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Should we change the rules to let Poles join the British Army?


celinski 31 | 1,258  
18 Mar 2008 /  #1
Should we change the rules to let Poles join the British Army?

dailymail.co.uk/pages/live/articles/news/news.html?in_article_id=537509&in_page_id=1770

Army recruitment officials are calling for a review of the rules on
foreigners serving in the British forces after a surge of interest
from Poles.

"Currently, they can't join up unless they live here for a
few years and get a British passport - and it would need legislation
to change that.
szkotja2007 27 | 1,499  
18 Mar 2008 /  #2
Don't see why not.

Sorry Carol, I can't open the link.
tornado2007 11 | 2,274  
18 Mar 2008 /  #3
NO MOST CERTAINLY NOT, the British army is for British nationals, that is how it should stay. We have our army every other nation has theirs. Were happy to help out when need be and i'm sure its the same for you guys. However there wouldn't be much point in making the UN, NATO if we can just join which ever army we like.

I'm not saying its a bad suggestion and to be honest i've been waiting for it to come up but i just can't see it making sense, why would you want to do that anyway, whats wong with the Polish army??? Wouldn't their be barriers, i mean when half of the soliders go on leave, you'll be flying them back to Poland!!! what happens with the language barrier, the only polish i could ever see joining the army are those who can speak good good english as we dam sure aint going to be sh*t hot at polish.

I'm not trying to shoot your idea down in flames i just personaly would not like to see it, not only am i against Poles joining the British army i'm against any other foreign nations doing the same. After all, no offence, its called the British Army :)
Jozef Pilsudski - | 25  
18 Mar 2008 /  #5
I have to agree with the post above mine. I am neither a British citizen nor a Polish citizen, but even from over here in the United States, I see little sense in the proposal. Poland and the United Kingdom are traditional allies, yes, but so are the U.S. and Canada, and I don't think such a plan should be applied there either. Every nation has their own army. These young men should be satisfied by serving in the Polish Army.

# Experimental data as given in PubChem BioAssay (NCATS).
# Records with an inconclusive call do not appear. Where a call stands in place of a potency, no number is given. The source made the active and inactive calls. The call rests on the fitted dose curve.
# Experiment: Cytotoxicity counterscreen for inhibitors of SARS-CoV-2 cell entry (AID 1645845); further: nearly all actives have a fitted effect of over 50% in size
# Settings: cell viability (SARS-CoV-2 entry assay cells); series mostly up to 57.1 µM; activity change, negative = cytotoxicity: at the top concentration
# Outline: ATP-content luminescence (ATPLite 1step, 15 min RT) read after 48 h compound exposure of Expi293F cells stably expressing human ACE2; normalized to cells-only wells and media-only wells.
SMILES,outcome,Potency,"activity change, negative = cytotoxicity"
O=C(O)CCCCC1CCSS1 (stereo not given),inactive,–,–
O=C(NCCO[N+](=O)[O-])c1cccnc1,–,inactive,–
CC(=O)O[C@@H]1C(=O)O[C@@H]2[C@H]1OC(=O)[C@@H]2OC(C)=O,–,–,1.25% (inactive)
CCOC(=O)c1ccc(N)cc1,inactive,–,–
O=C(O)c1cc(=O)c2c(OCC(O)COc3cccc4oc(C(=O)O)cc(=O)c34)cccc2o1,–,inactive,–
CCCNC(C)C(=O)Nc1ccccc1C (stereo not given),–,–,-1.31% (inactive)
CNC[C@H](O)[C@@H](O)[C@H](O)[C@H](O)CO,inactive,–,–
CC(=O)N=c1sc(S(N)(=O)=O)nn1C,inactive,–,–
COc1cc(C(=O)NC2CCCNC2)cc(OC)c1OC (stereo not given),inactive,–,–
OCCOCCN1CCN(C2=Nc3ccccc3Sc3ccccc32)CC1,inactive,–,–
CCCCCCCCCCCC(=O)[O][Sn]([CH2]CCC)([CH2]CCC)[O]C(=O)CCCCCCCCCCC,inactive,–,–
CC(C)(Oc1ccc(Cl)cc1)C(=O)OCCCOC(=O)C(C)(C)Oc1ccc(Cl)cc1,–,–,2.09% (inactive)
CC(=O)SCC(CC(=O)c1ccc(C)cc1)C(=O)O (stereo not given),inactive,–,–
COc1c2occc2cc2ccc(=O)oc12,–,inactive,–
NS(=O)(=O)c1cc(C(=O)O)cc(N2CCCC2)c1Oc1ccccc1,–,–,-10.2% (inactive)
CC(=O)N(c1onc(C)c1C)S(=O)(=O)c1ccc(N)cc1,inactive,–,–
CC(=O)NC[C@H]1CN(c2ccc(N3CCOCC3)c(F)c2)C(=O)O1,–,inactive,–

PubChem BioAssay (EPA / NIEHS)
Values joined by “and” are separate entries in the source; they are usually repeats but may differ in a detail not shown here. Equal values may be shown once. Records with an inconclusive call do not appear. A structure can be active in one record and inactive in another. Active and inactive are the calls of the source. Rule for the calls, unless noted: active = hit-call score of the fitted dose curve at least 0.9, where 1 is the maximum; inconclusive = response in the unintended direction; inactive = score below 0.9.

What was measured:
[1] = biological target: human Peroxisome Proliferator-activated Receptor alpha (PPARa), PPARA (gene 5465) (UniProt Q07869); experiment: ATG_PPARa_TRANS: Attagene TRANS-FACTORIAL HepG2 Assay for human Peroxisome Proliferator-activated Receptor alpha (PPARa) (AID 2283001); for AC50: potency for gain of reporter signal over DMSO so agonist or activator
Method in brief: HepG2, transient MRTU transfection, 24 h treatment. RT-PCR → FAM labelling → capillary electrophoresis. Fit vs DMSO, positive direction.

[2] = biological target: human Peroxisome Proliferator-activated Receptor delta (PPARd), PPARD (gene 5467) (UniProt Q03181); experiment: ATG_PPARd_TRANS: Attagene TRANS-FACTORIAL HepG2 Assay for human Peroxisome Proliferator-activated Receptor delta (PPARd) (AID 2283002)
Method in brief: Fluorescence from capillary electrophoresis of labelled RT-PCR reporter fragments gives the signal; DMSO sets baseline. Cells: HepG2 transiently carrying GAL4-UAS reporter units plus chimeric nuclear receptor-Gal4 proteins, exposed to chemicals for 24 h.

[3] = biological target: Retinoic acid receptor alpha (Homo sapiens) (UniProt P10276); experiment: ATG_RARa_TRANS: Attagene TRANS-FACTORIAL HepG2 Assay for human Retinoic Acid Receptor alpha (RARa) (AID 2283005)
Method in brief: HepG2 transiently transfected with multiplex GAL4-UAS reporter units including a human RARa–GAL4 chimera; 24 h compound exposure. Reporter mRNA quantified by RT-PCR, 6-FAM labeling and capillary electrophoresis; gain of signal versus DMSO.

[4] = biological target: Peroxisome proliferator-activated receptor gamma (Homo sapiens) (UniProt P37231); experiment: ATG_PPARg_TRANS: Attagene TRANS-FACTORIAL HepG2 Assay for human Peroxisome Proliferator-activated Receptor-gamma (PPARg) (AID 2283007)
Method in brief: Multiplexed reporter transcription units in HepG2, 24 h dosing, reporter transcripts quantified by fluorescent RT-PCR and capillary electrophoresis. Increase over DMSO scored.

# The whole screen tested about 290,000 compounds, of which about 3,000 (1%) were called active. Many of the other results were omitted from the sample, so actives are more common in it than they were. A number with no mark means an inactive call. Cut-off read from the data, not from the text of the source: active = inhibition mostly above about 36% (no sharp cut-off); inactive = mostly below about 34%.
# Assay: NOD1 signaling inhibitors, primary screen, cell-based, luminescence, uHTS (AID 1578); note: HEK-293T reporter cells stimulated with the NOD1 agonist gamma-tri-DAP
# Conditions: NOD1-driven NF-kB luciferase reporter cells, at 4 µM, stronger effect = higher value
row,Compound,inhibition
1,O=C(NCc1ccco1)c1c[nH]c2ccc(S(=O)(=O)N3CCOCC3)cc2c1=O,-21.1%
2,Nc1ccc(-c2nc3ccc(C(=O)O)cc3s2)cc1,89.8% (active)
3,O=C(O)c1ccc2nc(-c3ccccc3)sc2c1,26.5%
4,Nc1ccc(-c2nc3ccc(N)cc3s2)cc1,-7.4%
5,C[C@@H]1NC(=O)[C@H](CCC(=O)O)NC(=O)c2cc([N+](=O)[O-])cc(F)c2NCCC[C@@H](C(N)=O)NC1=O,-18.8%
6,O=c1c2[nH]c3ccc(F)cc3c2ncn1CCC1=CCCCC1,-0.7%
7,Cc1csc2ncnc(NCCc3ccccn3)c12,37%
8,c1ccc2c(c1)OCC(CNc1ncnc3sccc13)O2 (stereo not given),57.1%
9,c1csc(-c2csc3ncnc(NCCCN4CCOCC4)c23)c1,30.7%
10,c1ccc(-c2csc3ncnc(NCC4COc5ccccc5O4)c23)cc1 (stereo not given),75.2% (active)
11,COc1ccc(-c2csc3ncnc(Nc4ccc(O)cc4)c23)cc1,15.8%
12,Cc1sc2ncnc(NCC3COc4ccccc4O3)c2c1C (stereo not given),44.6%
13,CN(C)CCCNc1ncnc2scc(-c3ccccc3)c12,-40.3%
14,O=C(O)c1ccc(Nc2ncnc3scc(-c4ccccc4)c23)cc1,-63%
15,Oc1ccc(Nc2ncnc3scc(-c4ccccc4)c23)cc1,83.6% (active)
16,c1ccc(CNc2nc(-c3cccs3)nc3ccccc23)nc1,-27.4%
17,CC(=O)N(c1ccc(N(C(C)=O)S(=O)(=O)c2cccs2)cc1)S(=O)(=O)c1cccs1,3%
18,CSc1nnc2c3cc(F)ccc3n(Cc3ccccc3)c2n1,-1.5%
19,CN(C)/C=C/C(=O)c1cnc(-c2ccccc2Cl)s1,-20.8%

JustysiaS 13 | 2,240  
18 Mar 2008 /  #6
I think that its inevitable that they can speak fluent English and are British citizens as well as Polish. Its the British army, and they need to be able to communicate, especially when they are at war zones. What a stupid idea to let people who dont speak English and are not British citizens join the British army?!?! Just because they cant find anyone British who wants to sign up...
Seanus 15 | 19,706  
18 Mar 2008 /  #7
I see ur point clearly Tornado. It would lay open a precedent that we may not wish to honour in the future. We have opened our doors by admitting foreign nationals into our domestic police force, but the army is a different kettle of fish entirely. However, in the collective spirit of 'Europeanisation', in the absence of a specially deployed European Defence Force (EDF), it may create the impetus necessary to move things along in that direction. If it were regulated correctly, with linguistic and various fitness tests, then it could become a reality but I don't think we need to go down that road too hastily.
tornado2007 11 | 2,274  
18 Mar 2008 /  #8
Gurkhas ?

i was waiting for that, yes the gurkhas were truly great soldiers and they served us very well and i'm proud whenever i see. hear about or meet a Gurkha, i can't believe we are not letting some of them live here, its outragous, thats another post though :)

If i'm right in thinking the Gurkhas were more of an extension rather than part of the British army and they were recruited in war time when we were loosing thousands and thousands of troops. Two points to make at this time are, we are at war yes, but we aren't taking anywehere near the casulties we were throughout the 1st and 2nd world wars.

I think that its inevitable that they can speak fluent English and are British citizens as well as Polish. Its the British army, and they need to be able to communicate, especially when they are at war zones. What a stupid idea to let people who dont speak English and are not British citizens join the British army?!?! Just because they cant find anyone British who wants to sign up...